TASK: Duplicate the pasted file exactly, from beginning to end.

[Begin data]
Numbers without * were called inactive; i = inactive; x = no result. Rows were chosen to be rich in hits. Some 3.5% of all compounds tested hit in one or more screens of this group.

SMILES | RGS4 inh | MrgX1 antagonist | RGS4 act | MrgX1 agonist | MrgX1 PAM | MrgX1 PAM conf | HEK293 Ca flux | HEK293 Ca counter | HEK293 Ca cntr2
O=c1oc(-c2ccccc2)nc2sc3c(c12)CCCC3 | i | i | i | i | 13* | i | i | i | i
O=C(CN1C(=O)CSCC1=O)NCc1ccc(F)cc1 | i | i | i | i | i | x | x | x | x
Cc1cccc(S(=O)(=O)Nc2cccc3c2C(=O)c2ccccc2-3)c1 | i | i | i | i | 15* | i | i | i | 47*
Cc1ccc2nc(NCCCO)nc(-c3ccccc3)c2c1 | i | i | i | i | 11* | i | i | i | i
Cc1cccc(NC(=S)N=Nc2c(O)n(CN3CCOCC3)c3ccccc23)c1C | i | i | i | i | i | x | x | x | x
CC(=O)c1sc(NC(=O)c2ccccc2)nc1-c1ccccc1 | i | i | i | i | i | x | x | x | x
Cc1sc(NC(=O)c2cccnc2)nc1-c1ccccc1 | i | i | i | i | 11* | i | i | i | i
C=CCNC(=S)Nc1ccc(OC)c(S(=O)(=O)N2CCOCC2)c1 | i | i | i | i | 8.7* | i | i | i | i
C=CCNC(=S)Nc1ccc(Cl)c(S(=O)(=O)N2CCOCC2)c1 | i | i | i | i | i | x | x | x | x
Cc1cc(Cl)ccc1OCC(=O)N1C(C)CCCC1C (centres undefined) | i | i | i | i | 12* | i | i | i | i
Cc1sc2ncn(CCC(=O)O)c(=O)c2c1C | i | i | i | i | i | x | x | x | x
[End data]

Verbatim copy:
Numbers without * were called inactive; i = inactive; x = no result. Rows were chosen to be rich in hits. Some 3.5% of all compounds tested hit in one or more screens of this group.

SMILES | RGS4 inh | MrgX1 antagonist | RGS4 act | MrgX1 agonist | MrgX1 PAM | MrgX1 PAM conf | HEK293 Ca flux | HEK293 Ca counter | HEK293 Ca cntr2
O=c1oc(-c2ccccc2)nc2sc3c(c12)CCCC3 | i | i | i | i | 13* | i | i | i | i
O=C(CN1C(=O)CSCC1=O)NCc1ccc(F)cc1 | i | i | i | i | i | x | x | x | x
Cc1cccc(S(=O)(=O)Nc2cccc3c2C(=O)c2ccccc2-3)c1 | i | i | i | i | 15* | i | i | i | 47*
Cc1ccc2nc(NCCCO)nc(-c3ccccc3)c2c1 | i | i | i | i | 11* | i | i | i | i
Cc1cccc(NC(=S)N=Nc2c(O)n(CN3CCOCC3)c3ccccc23)c1C | i | i | i | i | i | x | x | x | x
CC(=O)c1sc(NC(=O)c2ccccc2)nc1-c1ccccc1 | i | i | i | i | i | x | x | x | x
Cc1sc(NC(=O)c2cccnc2)nc1-c1ccccc1 | i | i | i | i | 11* | i | i | i | i
C=CCNC(=S)Nc1ccc(OC)c(S(=O)(=O)N2CCOCC2)c1 | i | i | i | i | 8.7* | i | i | i | i
C=CCNC(=S)Nc1ccc(Cl)c(S(=O)(=O)N2CCOCC2)c1 | i | i | i | i | i | x | x | x | x
Cc1cc(Cl)ccc1OCC(=O)N1C(C)CCCC1C (centres undefined) | i | i | i | i | 12* | i | i | i | i
Cc1sc2ncn(CCC(=O)O)c(=O)c2c1C | i | i | i | i | i | x | x | x | x